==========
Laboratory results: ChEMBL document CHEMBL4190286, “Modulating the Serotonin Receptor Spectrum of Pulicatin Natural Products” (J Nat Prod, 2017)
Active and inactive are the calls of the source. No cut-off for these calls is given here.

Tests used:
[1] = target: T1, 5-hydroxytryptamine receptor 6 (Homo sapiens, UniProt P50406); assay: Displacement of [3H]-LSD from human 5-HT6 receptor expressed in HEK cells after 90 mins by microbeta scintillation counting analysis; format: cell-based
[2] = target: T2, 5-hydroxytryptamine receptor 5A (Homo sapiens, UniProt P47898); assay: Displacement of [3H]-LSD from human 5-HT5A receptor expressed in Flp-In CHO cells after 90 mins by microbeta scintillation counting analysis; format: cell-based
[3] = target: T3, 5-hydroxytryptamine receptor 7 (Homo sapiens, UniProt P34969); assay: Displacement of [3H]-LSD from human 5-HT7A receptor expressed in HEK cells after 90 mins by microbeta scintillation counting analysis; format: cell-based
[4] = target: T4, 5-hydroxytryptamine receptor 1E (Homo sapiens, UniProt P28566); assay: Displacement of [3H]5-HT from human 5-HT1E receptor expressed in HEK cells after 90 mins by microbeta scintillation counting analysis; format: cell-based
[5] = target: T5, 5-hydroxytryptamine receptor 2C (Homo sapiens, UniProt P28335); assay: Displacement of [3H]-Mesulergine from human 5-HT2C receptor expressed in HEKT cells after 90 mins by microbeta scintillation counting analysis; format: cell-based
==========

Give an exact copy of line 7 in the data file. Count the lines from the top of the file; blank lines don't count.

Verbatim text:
[4] = target: T4, 5-hydroxytryptamine receptor 1E (Homo sapiens, UniProt P28566); assay: Displacement of [3H]5-HT from human 5-HT1E receptor expressed in HEK cells after 90 mins by microbeta scintillation counting analysis; format: cell-based